Democrat Hillary Clinton slammed Republican Donald Trump on Tuesday for making disparaging comments about women’s physical appearance, accusing Trump of taking the issue of female body image “to a new level of difficulty and meanness.”
Hours before vice presidential candidates Tim Kaine and Mike Pence face off in Virginia in their sole debate, Clinton urged women at an event in the Philadelphia suburbs billed as a “family town hall” to stand up to online bullying about how they look.
“It’s shocking when women are called names and judged solely on the basis of physical attributes,” the Democratic presidential candidate said in response to a 15-year-old girl’s question about the problem of body image and the “damage Donald Trump does” when he talks about how women look.
“My opponent insulted Miss Universe,” Clinton said, resurrecting her Republican rival’s comments last week about former beauty queen Alicia Machado’s weight gain after she won the Miss Universe contest in 1996.
“I mean, how do you get more acclaimed than that? But it wasn’t good enough,” Clinton said. “We can’t take any of this seriously anymore. We need to laugh at it. We need to refute it.”
Clinton, the first woman to be nominated for the presidency by a major U.S. party, has rushed to capitalize on Trump’s public feud with Machado, who he once called “Miss Piggy” because of her weight gain, and make inroads with women voters five weeks before the Nov. 8 election.
Clinton and Trump’s running mates, Democrat Kaine, a U.S. senator, and Republican Pence, governor of Indiana, will meet in a debate in Farmville, Virginia, starting at 9 p.m. EDT on Tuesday (0100 GMT on Wednesday.)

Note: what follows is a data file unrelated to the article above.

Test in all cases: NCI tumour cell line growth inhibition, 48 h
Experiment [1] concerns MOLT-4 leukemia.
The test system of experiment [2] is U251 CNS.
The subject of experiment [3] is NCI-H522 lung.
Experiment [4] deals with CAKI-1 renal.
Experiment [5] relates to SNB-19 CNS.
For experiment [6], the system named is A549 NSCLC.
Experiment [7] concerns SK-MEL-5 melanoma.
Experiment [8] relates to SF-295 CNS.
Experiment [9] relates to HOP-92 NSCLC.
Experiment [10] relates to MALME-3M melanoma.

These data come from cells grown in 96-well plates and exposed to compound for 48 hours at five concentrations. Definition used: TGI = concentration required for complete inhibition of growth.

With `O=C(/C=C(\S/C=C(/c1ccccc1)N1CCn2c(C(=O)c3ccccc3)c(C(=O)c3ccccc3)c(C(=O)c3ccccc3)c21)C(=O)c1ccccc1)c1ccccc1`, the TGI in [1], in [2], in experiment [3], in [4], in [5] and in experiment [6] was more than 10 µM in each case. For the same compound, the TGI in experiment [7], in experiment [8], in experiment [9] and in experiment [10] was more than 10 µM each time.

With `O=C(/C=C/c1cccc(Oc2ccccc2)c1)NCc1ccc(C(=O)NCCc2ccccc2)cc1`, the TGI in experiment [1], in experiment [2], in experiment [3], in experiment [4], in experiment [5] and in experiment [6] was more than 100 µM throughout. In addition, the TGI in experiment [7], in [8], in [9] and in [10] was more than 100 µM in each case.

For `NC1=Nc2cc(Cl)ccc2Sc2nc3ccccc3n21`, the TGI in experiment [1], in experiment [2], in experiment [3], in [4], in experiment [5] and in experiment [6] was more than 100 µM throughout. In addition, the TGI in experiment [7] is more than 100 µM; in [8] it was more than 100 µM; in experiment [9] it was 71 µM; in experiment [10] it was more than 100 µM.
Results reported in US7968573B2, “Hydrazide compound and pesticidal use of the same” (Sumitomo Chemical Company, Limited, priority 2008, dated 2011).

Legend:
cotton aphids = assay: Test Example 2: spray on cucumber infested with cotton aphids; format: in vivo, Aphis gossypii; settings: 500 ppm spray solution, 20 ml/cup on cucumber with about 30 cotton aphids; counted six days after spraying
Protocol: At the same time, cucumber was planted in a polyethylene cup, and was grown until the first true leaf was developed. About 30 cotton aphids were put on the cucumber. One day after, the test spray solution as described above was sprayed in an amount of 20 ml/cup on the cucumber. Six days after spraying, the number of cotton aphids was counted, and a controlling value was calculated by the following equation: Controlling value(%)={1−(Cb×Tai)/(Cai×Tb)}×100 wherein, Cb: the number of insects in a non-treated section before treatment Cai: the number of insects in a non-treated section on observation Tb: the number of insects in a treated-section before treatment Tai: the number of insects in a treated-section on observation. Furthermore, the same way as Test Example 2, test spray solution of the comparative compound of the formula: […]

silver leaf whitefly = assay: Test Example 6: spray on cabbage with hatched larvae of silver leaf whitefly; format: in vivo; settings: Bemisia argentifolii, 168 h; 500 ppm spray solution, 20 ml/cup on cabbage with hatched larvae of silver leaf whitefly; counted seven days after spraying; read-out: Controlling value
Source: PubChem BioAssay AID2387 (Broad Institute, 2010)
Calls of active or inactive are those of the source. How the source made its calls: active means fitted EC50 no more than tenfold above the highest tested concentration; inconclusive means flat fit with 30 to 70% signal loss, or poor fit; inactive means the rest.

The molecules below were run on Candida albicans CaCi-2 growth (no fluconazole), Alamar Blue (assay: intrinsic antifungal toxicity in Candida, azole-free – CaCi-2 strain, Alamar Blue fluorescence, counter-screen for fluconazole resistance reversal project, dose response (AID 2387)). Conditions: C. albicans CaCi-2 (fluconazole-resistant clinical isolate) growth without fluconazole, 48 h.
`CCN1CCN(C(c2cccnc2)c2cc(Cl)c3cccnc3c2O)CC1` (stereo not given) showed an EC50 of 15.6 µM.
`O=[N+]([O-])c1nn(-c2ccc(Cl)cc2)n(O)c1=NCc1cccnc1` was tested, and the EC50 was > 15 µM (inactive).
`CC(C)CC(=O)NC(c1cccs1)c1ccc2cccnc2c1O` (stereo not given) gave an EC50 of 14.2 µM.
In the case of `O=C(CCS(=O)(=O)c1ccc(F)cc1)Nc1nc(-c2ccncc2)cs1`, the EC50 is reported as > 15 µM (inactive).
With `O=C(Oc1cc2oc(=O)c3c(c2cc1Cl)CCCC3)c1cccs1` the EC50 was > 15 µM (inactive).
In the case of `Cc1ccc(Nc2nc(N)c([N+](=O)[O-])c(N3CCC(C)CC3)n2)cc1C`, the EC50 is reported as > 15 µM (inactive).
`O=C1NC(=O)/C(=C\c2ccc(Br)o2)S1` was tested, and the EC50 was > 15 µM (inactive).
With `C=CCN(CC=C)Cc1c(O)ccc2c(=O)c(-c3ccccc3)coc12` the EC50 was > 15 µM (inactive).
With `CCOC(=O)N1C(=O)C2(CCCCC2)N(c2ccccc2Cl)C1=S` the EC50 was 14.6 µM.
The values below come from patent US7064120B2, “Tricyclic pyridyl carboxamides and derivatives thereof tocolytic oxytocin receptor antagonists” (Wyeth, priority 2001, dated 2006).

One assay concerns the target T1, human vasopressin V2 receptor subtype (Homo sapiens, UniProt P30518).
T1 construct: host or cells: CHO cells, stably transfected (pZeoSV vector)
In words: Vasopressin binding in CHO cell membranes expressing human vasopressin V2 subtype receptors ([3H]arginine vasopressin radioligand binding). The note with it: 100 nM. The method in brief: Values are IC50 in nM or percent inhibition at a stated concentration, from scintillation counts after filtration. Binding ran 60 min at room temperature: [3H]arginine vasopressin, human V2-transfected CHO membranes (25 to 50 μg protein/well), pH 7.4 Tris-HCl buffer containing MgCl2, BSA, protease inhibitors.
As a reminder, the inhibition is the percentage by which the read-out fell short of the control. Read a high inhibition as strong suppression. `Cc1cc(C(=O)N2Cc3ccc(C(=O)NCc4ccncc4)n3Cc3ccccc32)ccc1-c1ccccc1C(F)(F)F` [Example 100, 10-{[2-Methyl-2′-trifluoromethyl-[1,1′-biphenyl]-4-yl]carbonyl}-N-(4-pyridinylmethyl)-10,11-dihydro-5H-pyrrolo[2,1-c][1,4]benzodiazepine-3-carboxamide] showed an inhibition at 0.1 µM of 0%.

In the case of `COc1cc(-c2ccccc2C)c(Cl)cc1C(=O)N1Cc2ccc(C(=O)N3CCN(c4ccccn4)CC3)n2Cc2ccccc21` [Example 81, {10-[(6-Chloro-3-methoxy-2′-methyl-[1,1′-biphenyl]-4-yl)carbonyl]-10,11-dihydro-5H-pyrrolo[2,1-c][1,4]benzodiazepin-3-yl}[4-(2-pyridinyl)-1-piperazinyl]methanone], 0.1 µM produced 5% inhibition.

The debate will provide voters their first extended chance to evaluate the No. 2’s in the White House race and is the only showdown between the vice presidential candidates. Trump and Clinton will meet in their second debate on Sunday.
Pence could find himself frequently on the defensive about Trump, a New York businessman who has been dealing with a torrent of bad news in the last week.
That includes a New York Times report that he took an almost $1 billion loss in 1995 that may have allowed him to avoid paying federal income taxes for up to 18 years. While Democrats have slammed him over the report, Trump, who made much of his business acumen on the campaign trail, has said he “brilliantly used” U.S. tax rules to his advantage to limit his tax bills.
In another blow to Trump’s campaign, the New York attorney general ordered on Monday that Trump’s charitable foundation should stop soliciting donations in the state after a series of reports suggesting improprieties, including using its funds to settle legal disputes involving Trump businesses.
On the campaign trail on Tuesday, Trump met with about a dozen energy executives in Denver, Colorado, querying them mainly about their concerns about regulations that he said had “gotten out of control.”
John Harpole, chief executive of Mercator Energy, said he did not understand why the Obama administration’s response to the shale boom and Clinton’s energy positions had not come up during the first presidential debate last week.
Others told Trump they faced more immediate concerns with state-level regulators. Scott Stewart of Gilbert-Stewart Operating said his company had largely moved operations to Kansas because of stiff rules in Colorado.
At the Pennsylvania event with her daughter Chelsea and actress Elizabeth Banks, Clinton discussed substance abuse, caring for children and family members with health problems, college affordability and mental healthcare, among other topics.
Clinton has led Trump in national opinion polls in recent months. On Tuesday, an average of polls aggregated by RealClearPolitics website showed her with 48.1 percent of support compared to Trump’s 44.3 percent.
(Writing by John Whitesides; Additional reporting by Emily Stephenson in Colorado; Editing by Frances Kerr
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"If California is serious about addressing racial and income inequities, we must create a banking system that centers people not profits."
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